Europe's eastern frontiers

Ararat in (Turkey/Azerbijan) (photo: Leyla Helvaci/Pexels)
Ararat in (Turkey/Azerbijan) (photo: Leyla Helvaci/Pexels)

On the borders of Europe, wherever they lie, are a couple of giant volcanoes. Mount Elbrus (5642 m) in the Russian Caucasus is Europe's largest volcano. Elbrus was last active two thousand years ago, when it produced a 24-km-long lava flow. Today, activity is limited to some bubbling in hot sulphur springs. In eastern Turkey, strictly speaking no longer Europe (but geologists don't care much about political boundaries) lie the Nemrut (2948 m) and the Ararat (5137 m). Turkey's great Lake Van was created because a lava flow from Nemrut blocked outward water flow.

Ararat in the Armenian Highlands rises a staggering 3,500 meters above the surrounding high plateau. By comparison, Mount Vesuvius is 'only' 1281 meters high. Ararat is said to be the place where Noah's Ark came ashore after the Biblical Flood. Religious people may even attribute boat-like shapes, observed in the volcanic slopes and on satellite images, to this ancient story. The boat-shapes are known as the Ararat-anomaly. Ararat has not erupted in the past millennia but it may do so again.

Volcanoes of France

France's Massif Central is home to the Chaîne des Puys, a beautiful green hilly landscape. Puy de Dôme is the highest crater (1464 m). The last eruptions were six to seven thousand years ago, but a renewal of volcanic activity cannot be ruled out.

Eifel volcano, a silent giant

There is another giant where you would not immediately expect it. It's hiding in the Eifel region in Germany, close to the borders with Belgium and the Netherlands. It's a well-known wine region. It actually consists of many little volcanoes, of height ranging from 300 to 700 meters above sea level. There are several crater lakes called 'maars', including the Laacher See. The Eifel is similar to Yellowstone, but currently less active, although some gas is escaping from the Laacher See. The last eruption was 12,900 years ago, and it was massive, perhaps even bigger than Tonga in early 2022, or not unlike the Minoan eruption of Santorini. The Eifel volcano indeed needs close monitoring.

Volcanoes in the Czech Republic?

For those not expecting a volcano in the Czech Republic, just ask yourself where the heat from Karlovy Vary's world-famous hot springs is coming from. The bathing complex where aristocrats of the 18th and 19th centuries loved to hang out even boasts a geyser! The last eruptions in the Czech Republic date from prehistoric times, but volcanic rocks can still be recognized and there is clearly some residual heat.

In the Cheb Basin, two cinder cones (small volcanoes) and a 'maar' (volcanic lake) have been identified, and carbon dioxide seeps out of the soil, probably via a fault. The Doupov Mountains are a volcanic massif, but they have long been extinct. Frustratingly, detailed information about recent volcanism in the Czech Republic is difficult to find in the international research papers, but a German source (see bibliography below) does report that a volcano may be in the making in the Eger Graben, a geological structure. It would be good idea for a volcanologist or geothermal specialist to look into it.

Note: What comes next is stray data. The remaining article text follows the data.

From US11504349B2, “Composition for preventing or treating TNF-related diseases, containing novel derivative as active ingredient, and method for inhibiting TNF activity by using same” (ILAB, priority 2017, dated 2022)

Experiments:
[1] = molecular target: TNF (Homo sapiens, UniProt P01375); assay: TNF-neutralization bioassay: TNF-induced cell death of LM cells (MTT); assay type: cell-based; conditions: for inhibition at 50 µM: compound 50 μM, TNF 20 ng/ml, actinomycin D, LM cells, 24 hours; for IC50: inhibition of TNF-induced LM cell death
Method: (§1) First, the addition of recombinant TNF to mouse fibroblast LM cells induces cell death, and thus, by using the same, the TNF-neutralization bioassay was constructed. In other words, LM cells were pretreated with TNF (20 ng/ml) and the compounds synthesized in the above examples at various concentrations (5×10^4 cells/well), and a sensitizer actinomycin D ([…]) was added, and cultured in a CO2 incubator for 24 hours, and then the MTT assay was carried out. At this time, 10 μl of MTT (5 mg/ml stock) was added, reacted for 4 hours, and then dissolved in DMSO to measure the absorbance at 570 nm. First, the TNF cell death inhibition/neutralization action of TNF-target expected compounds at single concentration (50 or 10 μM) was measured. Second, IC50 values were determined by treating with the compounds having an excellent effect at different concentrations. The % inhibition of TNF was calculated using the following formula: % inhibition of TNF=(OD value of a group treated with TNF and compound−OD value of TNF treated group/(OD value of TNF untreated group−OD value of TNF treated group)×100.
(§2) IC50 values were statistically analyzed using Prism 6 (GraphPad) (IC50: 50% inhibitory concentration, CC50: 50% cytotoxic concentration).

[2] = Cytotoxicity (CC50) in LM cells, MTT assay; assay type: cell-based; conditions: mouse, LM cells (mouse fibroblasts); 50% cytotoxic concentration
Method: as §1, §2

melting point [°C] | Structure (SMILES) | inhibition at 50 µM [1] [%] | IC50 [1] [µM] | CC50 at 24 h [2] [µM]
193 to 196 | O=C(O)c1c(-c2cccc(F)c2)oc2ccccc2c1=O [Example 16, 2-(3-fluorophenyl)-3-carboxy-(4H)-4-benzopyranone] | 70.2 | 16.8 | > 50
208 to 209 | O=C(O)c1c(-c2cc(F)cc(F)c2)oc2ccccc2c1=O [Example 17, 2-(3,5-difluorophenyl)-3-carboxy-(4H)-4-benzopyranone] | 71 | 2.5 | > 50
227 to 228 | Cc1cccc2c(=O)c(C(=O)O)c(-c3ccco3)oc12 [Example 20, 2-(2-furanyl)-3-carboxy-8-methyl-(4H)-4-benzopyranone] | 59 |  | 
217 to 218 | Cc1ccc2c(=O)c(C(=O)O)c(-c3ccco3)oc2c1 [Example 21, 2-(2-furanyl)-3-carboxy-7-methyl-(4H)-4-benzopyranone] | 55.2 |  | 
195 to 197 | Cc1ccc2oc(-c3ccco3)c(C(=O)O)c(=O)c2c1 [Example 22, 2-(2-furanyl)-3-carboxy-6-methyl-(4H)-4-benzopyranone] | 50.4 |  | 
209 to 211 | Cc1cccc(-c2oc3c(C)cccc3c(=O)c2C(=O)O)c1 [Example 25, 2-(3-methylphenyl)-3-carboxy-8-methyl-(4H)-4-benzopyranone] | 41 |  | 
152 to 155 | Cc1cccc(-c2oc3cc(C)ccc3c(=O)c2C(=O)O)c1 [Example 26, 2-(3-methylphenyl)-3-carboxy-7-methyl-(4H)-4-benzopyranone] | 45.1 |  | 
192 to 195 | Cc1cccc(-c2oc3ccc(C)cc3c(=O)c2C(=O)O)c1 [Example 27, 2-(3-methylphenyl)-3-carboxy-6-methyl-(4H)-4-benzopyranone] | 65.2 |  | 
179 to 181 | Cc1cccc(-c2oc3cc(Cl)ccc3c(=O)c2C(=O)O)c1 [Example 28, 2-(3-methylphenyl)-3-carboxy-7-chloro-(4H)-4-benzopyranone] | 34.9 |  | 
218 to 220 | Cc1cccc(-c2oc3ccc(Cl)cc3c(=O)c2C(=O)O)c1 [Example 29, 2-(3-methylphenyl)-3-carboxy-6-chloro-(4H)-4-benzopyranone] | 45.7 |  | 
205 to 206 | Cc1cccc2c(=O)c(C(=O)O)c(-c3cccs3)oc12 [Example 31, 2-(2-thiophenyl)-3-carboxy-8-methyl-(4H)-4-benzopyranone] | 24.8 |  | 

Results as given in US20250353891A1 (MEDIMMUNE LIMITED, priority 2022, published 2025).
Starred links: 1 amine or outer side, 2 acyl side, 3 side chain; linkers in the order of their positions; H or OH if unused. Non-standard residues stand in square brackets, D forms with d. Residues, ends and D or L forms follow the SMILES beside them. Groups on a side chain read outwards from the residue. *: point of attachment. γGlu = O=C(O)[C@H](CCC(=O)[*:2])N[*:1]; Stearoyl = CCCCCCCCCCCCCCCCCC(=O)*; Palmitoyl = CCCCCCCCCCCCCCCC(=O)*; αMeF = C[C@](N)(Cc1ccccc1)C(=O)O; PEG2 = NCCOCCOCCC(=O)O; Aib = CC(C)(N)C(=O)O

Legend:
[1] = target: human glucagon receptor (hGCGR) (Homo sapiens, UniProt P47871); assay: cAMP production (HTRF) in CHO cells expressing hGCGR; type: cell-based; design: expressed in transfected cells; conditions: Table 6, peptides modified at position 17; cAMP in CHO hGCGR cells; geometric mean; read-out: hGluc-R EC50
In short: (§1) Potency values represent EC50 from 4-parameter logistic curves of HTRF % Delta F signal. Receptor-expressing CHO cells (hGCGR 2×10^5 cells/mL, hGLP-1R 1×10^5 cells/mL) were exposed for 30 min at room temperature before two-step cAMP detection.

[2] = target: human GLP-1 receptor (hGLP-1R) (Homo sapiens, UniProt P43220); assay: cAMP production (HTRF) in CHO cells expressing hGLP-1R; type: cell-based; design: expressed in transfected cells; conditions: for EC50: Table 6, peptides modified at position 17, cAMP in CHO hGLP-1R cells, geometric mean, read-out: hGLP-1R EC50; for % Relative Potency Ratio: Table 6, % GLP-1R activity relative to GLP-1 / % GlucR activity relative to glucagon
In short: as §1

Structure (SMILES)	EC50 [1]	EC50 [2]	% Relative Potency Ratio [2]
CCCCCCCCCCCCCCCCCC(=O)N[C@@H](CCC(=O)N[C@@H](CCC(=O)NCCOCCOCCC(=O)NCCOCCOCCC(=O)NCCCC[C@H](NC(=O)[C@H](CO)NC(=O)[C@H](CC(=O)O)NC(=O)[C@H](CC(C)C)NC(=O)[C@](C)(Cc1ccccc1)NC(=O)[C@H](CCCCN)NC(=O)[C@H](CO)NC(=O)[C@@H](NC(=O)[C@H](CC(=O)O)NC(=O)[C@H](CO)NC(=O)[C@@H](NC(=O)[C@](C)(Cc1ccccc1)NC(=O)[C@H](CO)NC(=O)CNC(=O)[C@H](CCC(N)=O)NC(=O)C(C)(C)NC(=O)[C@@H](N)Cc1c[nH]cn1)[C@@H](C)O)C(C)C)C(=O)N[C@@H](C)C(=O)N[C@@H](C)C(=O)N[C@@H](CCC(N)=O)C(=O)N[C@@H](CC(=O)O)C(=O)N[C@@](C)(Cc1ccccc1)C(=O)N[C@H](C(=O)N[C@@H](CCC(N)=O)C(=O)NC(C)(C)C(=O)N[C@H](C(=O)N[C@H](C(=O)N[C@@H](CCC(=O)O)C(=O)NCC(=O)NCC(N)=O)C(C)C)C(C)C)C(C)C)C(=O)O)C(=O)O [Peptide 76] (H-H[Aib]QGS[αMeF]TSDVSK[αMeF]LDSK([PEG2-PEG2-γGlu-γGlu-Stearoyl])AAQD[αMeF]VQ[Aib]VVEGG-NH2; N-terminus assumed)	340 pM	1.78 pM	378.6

Ocean volcanoes

Surtsey (Iceland), Europe's newest volcano that formed in 1960.
Surtsey (Iceland), Europe's newest volcano that formed in 1960.

The offshore European volcanoes are located on the Canary Islands, Azores, Madera, Iceland and a Norwegian island: Jan Mayen.

The Azores, Iceland and Jan Mayen lie on the mid-oceanic ridge of the Atlantic Ocean, the place where the American and Eurasian tectonic plates diverge and where magma rises from the Earth's mantle, deep below. In some places, so much lava is extruded that it rises above sea level, creating the above mid-ocean islands.

In Iceland, volcano land par excellence, the most notorious volcanoes are Hekla, Katla, Vatnajokkul and Laki. Some of these volcanoes had an impact on events in Antiquity and on Europe's more recent history. Laki caused a heavy blow to the Norse (Viking) civilization in Iceland, and had a far reaching impact. Perhaps the poverty and peasant uprisings in France in the 18th century were due to climate change caused by Laki's eruption. The French Revolution was the outcome. 

World's northernmost volcano

The world's northernmost active volcano is Beerenberg (bear mountain) (2277 m) on the weather-beaten island of Jan Mayen, near Greenland. It erupted as recently as the 1980s. The island has been used as a whaling base for hundreds of years, and polar bear and polar fox population were also depleted for their fur. Today Norwegians still massacre 250 whales a year near this volcanic island.

Voilà, we are done with our Grand Tour of Europe's volcanoes, although this trip is far from complete as we left many volcanoes uncovered. There are many older volcanic deposits across Europe such as the Giant's Causeway in Ireland that we have not discussed, but which does provide outstanding landscapes. Even older deposits are also hidden in European rocks in several places. As you can see, volcanologists Katia and Maurice Krafft, who died in a pyroclastic flow, are right after all: each volcano has a very different story to tell, and wild nature won't be cataloged or tamed.


Related posts:


Francis, P., and Oppenheimer, C. (1993) Volcanoes. Oxford University Press. 521 p.

Volcanodiscovery website.

Global Volcanism Program website:

Italy volcanoes website.

Wetenschap info nu website.

Parque Natural: Visita al Hoyazo de Nijar.

Wikipedia volcano pages. 

Article written by Kathelijne Bonne, geologist and soil scientist. I also write on Good Climate News.